IDEAS home Printed from https://ideas.repec.org/
MyIDEAS: Login to save this paper or follow this series

Land Degradation in the Sahel: An Application of Biophysical Modeling in the Optimal Control Setting

  • Vitale, Jeffrey D.
  • Lee, John G.
Registered author(s):

    Low-input farming practices in many parts of the developing world have pushed cultivation onto marginal lands. Sustainability of already fragile ecosystems is threatened. Farmers place a high priority on satisfying subsistence food needs with on-farm production. Population pressure is high throughout much of Sub-Saharan Africa. Farmers in those regions are challenged by the need to put continually more food on their table over the coming years. An optimal control model was developed to investigate alternative farming practices within this setting. Namely, whether farmers would choose continued land expansion of if they would adopt crop intensive practices. The model included an environmental subcomponent to estimate the degradation costs from continued expansion onto marginal areas. The modeling activities from the Sahel of West African reinforce farmers' observed propensity to clear new land in lieu of crop intensification. Model activities suggest an important role for crop intensification under adequate policy conditions as well as the need to introduce new technology before degradation erodes its potential.

    If you experience problems downloading a file, check if you have the proper application to view it first. In case of further problems read the IDEAS help page. Note that these files are not on the IDEAS site. Please be patient as the files may be large.

    File URL: http://purl.umn.edu/19494
    Download Restriction: no

    Paper provided by American Agricultural Economics Association (New Name 2008: Agricultural and Applied Economics Association) in its series 2005 Annual meeting, July 24-27, Providence, RI with number 19494.

    as
    in new window

    Length:
    Date of creation: 2005
    Date of revision:
    Handle: RePEc:ags:aaea05:19494
    Contact details of provider: Postal: 555 East Wells Street, Suite 1100, Milwaukee, Wisconsin 53202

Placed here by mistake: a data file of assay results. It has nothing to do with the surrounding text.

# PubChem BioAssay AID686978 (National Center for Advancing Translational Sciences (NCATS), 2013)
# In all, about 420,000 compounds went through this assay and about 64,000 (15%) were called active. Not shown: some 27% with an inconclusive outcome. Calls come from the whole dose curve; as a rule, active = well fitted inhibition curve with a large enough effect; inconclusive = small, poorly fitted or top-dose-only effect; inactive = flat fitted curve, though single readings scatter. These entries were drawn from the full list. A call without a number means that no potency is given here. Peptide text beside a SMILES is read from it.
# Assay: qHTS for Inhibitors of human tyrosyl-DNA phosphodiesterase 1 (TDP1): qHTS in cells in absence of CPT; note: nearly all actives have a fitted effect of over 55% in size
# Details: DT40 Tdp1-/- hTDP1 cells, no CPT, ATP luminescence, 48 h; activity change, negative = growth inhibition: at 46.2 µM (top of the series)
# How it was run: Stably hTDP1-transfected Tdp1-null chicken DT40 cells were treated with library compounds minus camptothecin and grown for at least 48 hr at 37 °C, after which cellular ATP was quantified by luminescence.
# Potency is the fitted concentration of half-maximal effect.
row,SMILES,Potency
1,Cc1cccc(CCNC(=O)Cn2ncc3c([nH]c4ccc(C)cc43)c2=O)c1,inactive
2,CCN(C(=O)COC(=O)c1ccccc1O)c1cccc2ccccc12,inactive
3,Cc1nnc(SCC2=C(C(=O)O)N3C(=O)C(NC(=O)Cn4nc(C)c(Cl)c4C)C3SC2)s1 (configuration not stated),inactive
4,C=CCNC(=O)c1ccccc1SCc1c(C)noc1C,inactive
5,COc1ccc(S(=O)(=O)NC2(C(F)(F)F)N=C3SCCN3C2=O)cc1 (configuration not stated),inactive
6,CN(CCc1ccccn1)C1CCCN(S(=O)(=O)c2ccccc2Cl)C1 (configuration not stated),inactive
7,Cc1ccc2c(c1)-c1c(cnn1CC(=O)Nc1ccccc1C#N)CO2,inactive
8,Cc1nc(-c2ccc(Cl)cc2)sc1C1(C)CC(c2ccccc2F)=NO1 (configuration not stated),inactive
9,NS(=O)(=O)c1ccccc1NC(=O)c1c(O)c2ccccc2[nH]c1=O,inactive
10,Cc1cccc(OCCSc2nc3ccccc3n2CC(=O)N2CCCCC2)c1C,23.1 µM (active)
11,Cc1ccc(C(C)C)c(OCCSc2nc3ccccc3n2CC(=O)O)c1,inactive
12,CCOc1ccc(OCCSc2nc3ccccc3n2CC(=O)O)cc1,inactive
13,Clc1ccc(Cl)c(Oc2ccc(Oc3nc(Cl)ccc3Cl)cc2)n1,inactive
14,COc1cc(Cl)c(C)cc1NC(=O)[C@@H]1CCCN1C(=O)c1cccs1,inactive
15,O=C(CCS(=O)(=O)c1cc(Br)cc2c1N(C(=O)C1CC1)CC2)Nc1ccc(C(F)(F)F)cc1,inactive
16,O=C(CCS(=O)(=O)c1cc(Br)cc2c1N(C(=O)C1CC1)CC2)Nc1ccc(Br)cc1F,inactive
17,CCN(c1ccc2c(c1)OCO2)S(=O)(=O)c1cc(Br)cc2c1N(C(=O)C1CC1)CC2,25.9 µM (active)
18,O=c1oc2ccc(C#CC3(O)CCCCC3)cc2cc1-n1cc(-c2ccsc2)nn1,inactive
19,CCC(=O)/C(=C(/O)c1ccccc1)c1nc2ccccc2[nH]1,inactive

Phone: (414) 918-3190
    Fax: (414) 276-3349
    Web page: http://www.aaea.org
    Email:


    More information through EDIRC

    References listed on IDEAS
    Please report citation or reference errors to , or , if you are the registered author of the cited work, log in to your RePEc Author Service profile, click on "citations" and make appropriate adjustments.:

    as in new window
    1. Kuyvenhoven, Arie & Ruben, Ruerd & Kruseman, Gideon, 1998. "Technology, market policies and institutional reform for sustainable land use in southern Mali," Agricultural Economics, Blackwell, vol. 19(1-2), pages 53-62, September.
    2. Lopez, Ramon, 1997. "Environmental externalities in traditional agriculture and the impact of trade liberalization: the case of Ghana," Journal of Development Economics, Elsevier, vol. 53(1), pages 17-39, June.
    3. Barbier, Edward B., 2000. "Links between economic liberalization and rural resource degradation in the developing regions," Agricultural Economics of Agricultural Economists, International Association of Agricultural Economists, vol. 23(3), September.
    4. Barbier, Bruno, 1998. "Induced innovation and land degradation: Results from a bioeconomic model of a village in West Africa," Agricultural Economics of Agricultural Economists, International Association of Agricultural Economists, vol. 19(1-2), September.